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Dante Lets You Put Some Daemon in Your Code

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Few days ago, I needed to convert a ruby script into daemon.

In my deployment toolkit, I use monitrc to monitor my scripts. Monit checks a pidfile to know if the process is running or not.

So, I looked the best ruby solution to easily to transform this script in deamon generating its own pidfile.

The most popular project in ruby to convert a ruby script into daemon is daemons. I’ve tried several times in the past and never became fan. It’s too complicated and doesn’t generate pidfile. You have to manage everything yourself.

The second big project about managing daemon in the ruby community is daemon-kit. I’ve tried it several times without success. To me, it’s way too big and not flexible enough to use on a simple daemon script.

Therefore, I decided to see if the ruby community had a new gem for this purpose. I discovered dante. This project was exactly what I really needed. It really gets the job done.

By default, Dante manages few options in commandline. These options are all what you really need. No more useless stuff.

Default options available :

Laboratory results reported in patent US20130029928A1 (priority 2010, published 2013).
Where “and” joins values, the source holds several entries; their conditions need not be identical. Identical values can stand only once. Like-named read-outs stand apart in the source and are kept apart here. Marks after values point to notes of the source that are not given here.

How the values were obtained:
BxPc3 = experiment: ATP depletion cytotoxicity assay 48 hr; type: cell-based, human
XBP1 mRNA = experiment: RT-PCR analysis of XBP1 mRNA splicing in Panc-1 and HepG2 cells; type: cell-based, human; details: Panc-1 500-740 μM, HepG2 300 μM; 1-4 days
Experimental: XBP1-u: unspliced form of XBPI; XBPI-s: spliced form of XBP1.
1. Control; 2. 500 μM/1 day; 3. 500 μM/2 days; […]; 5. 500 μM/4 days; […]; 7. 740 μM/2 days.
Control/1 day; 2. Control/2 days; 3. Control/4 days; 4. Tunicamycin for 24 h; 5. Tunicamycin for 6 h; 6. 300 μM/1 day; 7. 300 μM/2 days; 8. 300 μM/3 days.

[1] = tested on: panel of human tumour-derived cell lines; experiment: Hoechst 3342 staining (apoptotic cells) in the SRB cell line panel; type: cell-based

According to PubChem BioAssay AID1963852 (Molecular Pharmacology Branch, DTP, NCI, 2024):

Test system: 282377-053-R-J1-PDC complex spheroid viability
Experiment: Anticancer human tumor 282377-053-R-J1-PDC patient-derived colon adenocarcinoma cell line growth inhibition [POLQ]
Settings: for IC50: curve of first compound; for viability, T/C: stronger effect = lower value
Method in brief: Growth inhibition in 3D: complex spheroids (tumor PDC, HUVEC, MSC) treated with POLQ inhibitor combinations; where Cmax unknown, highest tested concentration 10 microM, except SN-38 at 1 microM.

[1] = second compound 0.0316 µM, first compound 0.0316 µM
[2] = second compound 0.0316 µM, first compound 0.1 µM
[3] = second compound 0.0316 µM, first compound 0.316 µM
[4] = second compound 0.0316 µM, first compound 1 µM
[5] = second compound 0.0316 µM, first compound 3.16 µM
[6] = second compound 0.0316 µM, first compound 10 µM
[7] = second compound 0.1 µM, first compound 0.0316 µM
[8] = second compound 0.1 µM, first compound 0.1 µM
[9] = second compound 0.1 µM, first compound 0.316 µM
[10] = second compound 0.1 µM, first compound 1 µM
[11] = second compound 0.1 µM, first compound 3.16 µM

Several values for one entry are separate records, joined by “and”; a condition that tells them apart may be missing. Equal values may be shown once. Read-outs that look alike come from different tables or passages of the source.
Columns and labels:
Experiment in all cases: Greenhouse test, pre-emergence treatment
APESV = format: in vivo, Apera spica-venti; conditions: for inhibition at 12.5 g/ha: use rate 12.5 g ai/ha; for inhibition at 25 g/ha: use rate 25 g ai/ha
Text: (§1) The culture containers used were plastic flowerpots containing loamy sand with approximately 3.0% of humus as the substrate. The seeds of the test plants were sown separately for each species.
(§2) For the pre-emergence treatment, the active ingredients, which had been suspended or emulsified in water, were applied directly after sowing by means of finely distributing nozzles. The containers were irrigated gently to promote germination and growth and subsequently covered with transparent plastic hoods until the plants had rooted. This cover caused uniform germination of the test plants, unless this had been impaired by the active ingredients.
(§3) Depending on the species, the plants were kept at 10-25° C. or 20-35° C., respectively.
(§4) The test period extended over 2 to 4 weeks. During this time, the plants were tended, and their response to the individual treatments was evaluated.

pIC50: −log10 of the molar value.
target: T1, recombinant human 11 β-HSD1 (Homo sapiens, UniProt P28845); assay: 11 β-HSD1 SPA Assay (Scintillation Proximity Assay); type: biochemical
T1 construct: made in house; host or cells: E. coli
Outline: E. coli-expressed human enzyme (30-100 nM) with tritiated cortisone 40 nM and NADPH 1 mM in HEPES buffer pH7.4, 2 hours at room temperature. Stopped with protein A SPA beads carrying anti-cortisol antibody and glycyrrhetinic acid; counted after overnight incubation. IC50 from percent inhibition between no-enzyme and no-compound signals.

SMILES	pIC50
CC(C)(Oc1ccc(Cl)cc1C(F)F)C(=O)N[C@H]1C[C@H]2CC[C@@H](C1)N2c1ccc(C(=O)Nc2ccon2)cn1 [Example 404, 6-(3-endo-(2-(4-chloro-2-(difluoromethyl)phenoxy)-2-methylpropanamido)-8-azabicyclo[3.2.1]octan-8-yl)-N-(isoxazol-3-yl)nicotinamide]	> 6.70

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-p, --port PORT           Specify port
                          (default: )
-P, --pid FILE            save PID in FILE when using -d option.
                          (default: /var/run/scheduler.pid)
-d, --daemon              Daemonize mode
-l, --log FILE            Logfile for output
-k, --kill [PORT]         Kill specified running daemons - leave
blank to kill all.
-u, --user USER           User to run as
-G, --group GROUP         Group to run as
-?, --help                Display this usage information.

You can define the PID, the log file, the user and group launching this daemon (if launched in root). The only argument which is not essential to me is the PORT. But this gem was created to launch rack applications. So it’s really needed in this case.

An other great feature is the option extension. You can add some new options. Dante manage to you all options pass on your script.

To use it, it’s really simple. You just put Dante.run and put your code in a block. :

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Dante.run('myapp') do |opts|
  myapp.run
end

I am really impressed by this gem by the gomiso company. Thanks for creating such a good gem.

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